Leadership advice from the remarkable Frances Hesselbein

Frances Hesselbein

Frances Hesselbein transformed the Girl Scouts and redefined leadership.

It’s Girl Scout cookie season, which means that soon I’ll be enjoying one of my favorite cookies—Do-si-dos. (In case you’re wondering, those are the ones with oatmeal on the outside and peanut butter on the inside.) The sale of millions of Girl Scout cookies brings to mind the remarkable Frances Hesselbein, CEO of the Girl Scouts of the USA from 1976 to 1990. It was Hesselbein who rescued Girl Scouts from near-irrelevance and transformed it into a modern organization dedicated to empowering young women. Under her guidance, the organization grew to serve 2.25 million girls.

Hesselbein reportedly doesn’t like to talk about her age, but according to Google she’ll be celebrating her 100th birthday in November. Still working, she’s a living legend in the field of leadership development. Early on, she teamed up with Peter Drucker to reinvigorate the Girl Scouts by making the organization more professional and increasing its focus on leadership, science, technology and math.

She turned the Girl Scouts into a world-class organization, tripled the number of minority girls it served (at a time when Girl Scouts were predominantly white and middle class), developed a contemporary curriculum and gave girls hands-on experience in addressing the challenges in their communities.

After she left the Girl Scouts, she became the founding president of the Peter F. Drucker Foundation for Nonprofit Management, a group dedicated to fostering innovation and excellence among nonprofits. It was renamed the Leader to Leader Institute after Drucker’s death in 2005 and became the Frances Hesselbein Leadership Institute in 2012. Hesselbein still serves as the institute’s president.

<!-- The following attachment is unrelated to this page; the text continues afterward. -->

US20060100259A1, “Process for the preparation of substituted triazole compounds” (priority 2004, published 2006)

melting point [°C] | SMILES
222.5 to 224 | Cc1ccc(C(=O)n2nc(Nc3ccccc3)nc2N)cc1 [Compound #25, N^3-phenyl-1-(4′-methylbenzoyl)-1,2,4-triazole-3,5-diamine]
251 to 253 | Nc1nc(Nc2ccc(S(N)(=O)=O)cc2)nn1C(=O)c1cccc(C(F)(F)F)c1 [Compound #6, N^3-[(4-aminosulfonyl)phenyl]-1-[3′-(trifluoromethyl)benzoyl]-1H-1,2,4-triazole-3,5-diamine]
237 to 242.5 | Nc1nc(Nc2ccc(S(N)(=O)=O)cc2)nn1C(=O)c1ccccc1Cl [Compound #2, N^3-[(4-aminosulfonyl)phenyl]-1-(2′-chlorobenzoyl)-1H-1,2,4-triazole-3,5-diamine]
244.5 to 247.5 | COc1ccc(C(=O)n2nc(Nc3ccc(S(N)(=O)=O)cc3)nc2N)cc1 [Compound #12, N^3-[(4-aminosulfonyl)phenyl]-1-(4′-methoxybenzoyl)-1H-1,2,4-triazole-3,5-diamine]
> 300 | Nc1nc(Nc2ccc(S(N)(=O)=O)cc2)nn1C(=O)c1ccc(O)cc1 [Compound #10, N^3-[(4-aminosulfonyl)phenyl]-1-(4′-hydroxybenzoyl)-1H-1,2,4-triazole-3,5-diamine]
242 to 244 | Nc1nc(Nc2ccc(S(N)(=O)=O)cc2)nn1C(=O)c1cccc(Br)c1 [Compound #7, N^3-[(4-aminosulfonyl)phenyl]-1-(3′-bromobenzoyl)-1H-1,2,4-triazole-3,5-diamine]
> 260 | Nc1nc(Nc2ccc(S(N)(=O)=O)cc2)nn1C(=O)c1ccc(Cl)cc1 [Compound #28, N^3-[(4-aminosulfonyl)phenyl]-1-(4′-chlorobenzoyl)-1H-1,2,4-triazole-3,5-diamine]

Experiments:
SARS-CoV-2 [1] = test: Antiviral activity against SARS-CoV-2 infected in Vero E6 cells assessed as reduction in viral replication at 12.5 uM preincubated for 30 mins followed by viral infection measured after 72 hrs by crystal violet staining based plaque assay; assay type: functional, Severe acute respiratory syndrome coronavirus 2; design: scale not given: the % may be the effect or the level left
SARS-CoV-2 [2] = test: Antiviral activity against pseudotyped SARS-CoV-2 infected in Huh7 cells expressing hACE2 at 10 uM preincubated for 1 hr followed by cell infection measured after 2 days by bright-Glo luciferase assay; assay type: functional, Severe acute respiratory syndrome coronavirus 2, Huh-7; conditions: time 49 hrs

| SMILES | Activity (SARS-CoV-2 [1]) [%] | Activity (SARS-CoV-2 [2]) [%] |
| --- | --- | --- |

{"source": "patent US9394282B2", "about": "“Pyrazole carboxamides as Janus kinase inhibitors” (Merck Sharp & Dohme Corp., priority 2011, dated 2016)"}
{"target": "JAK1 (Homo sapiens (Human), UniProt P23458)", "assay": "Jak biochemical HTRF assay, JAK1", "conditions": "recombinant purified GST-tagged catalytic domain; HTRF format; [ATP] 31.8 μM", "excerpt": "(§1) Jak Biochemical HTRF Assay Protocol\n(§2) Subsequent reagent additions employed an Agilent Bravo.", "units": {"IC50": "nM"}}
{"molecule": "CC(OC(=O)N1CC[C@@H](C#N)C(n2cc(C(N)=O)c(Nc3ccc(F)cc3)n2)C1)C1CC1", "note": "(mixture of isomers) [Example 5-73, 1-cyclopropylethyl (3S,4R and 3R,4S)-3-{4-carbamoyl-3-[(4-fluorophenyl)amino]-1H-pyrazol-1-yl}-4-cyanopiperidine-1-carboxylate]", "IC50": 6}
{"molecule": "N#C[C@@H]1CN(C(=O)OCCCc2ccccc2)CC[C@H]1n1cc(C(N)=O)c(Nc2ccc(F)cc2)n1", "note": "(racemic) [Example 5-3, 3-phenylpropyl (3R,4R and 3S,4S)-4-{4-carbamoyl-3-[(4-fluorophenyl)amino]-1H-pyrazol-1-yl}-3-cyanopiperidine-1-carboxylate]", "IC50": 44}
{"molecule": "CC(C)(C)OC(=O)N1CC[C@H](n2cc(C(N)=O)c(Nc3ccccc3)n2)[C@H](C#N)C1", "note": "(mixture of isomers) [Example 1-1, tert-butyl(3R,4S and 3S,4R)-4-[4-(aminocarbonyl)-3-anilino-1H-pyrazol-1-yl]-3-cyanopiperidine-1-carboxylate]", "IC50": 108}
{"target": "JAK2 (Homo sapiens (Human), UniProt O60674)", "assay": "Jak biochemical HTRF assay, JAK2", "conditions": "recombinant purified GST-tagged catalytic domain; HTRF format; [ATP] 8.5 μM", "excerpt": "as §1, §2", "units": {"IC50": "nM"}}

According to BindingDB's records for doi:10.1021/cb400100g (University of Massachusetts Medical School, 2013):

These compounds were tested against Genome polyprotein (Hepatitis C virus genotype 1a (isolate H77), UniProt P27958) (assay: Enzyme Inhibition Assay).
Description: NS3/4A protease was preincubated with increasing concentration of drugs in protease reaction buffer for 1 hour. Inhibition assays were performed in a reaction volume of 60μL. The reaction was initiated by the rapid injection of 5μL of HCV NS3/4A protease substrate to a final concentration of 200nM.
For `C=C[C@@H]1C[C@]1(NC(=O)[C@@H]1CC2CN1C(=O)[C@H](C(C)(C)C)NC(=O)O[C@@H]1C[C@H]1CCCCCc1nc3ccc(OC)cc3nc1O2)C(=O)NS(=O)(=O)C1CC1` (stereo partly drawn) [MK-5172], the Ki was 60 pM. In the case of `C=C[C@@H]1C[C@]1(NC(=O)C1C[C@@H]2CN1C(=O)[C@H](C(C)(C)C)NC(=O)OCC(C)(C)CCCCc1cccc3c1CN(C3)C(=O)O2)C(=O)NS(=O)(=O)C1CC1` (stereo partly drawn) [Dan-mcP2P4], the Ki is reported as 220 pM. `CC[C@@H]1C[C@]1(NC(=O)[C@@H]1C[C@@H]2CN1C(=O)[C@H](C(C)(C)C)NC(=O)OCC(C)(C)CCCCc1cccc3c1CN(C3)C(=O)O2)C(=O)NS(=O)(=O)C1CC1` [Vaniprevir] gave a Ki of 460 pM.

You can learn more about Hesselbein and her work on the institute’s website. I recommend her “Moments of Insight” interviews, three short videos that won’t take you long to watch.

Here are some of pearls of wisdom from Hesselbein on leadership:

“Leadership is a matter of how to be, not how to do.”

“The character and quality of the leader determines the results.”

“We never compromise our principles—who we are—because once we’ve done that, we cannot go back to the level we have struggled to maintain.”

“All of us have a defining moment, whether we are conscious of it or not, that determines the person we are—the leader we are today.”

“Leadership is a journey, not a destination.”

“As long as we are breathing, we can be leading.”

And here, reduced to three key points, is the essence of Hesselbein’s formula for leadership:

Be mission-focused

  • Begin with a short, powerful, compelling mission statement that is based solely on…
    • Why do we do what we do?
    • What is our reason for being?
  • Distill the language until you have a powerful mission statement. (“Peter Drucker says it has to fit on a t-shirt.”)

Be values-based

  • Define the values and bring them to life so they are more than a plaque on the wall.
  • Talk about the values often, and live them.
  • Your people will watch you.
  • If you’re living your values, everyone else will try to live them, too.

Be demographics-driven

  • Reach out and bring into the organization remarkable leaders at every level from every racial and ethnic group.
  • Ask yourself this question: “When the people we want to bring into our organization look at us, can they find themselves?” If the answer is a resounding “yes,” you’re the organization of the future. If the answer is “We’re not very diverse, but that’s what we’re going to do in the future,” then, sorry, you’re already part of the past.

We can learn a lot from Hesselbein. At 99, she possesses more passion and purpose than most people half her age!

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